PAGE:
As shown in Figure 2, custom activities can be categorized according to type (basic or composite), method of deployment, or method of initiation. The following subsections discuss these categories in greater detail.

Figure 2. Categories of custom activities in a SharePoint workflow

Categories of custom activities in a workflow


There are two types of custom activities: basic and composite.

Basic activity

In basic, or simple, activities, all logic and execution are encapsulated in the code. Examples include the SendEmail activity in the Microsoft Windows software development kit (SDK) or an activity to query data from a database. Simple activities are used to execute discrete tasks.

Composite activity

In composite activities, the outcome depends on how the child activities are executed. The workflow itself is a composite activity that contains all other activities in that workflow. Composite activities serve as a grouping mechanism and can contain multiple activities. The Sequence activity is one example.

Deployment in SharePoint 2010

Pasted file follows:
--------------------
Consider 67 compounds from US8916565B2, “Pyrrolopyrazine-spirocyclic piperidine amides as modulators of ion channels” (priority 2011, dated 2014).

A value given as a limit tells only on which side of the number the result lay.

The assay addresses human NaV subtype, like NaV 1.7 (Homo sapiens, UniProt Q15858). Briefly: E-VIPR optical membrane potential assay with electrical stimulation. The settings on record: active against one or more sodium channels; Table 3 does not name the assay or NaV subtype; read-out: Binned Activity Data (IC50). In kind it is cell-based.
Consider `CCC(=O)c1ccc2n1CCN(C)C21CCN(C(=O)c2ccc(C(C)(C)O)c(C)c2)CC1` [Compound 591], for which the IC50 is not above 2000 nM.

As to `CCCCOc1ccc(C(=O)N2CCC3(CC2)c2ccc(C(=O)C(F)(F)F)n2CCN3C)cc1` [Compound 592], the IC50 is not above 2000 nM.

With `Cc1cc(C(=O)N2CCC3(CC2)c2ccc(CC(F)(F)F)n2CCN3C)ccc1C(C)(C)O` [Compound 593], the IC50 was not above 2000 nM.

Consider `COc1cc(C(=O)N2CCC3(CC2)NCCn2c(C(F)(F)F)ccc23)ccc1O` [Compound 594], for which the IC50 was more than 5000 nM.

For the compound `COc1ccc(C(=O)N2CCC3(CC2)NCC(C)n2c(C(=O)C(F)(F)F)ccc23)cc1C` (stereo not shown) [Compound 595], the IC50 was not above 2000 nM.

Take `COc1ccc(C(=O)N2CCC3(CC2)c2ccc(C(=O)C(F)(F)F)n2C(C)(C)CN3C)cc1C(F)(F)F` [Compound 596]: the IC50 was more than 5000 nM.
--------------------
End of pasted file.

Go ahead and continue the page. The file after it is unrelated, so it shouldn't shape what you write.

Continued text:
A custom activity can be deployed in a SharePoint environment in two forms: full-trust and sandboxed.

Full-trust activity

A full-trust custom activity is deployed as a farm solution. To use these activities in SharePoint Designer 2010, you must create and deploy a workflow actions file to package the activity, and an authorized type entry for the activity class must be added to the Web.config file. Making a call to a custom database or an external web service is an example of a process that requires creating a full-trust custom activity in Visual Studio.

Sandboxed activity

A sandboxed custom activity is deployed as a sandboxed solution. This lets users upload the solution by using a web interface, instead of relying on administrators. Sandboxed custom activities are limited from some actions, including making web service or database calls, interacting with external data, and impersonating a user who has elevated permissions.


An activity can be started in two ways: synchronously or asynchronously.

Synchronous activity

Synchronous activities complete their work in a simple, linear manner. Users must wait for one process to complete before they start another. For example, the Delay activity is a synchronous activity that requires users to wait until it finishes before the next activity can be executed.

Asynchronous activity

Asynchronous, or event-based, activities start their work and then wait for a response. Or, they listen for an external event to be raised and then start their work. Users do not have to wait for one process to complete before they start another. Asynchronous activities are helpful for implementing functionality where a large amount of processing must be done on an object.

Creating custom activities in SharePoint 2010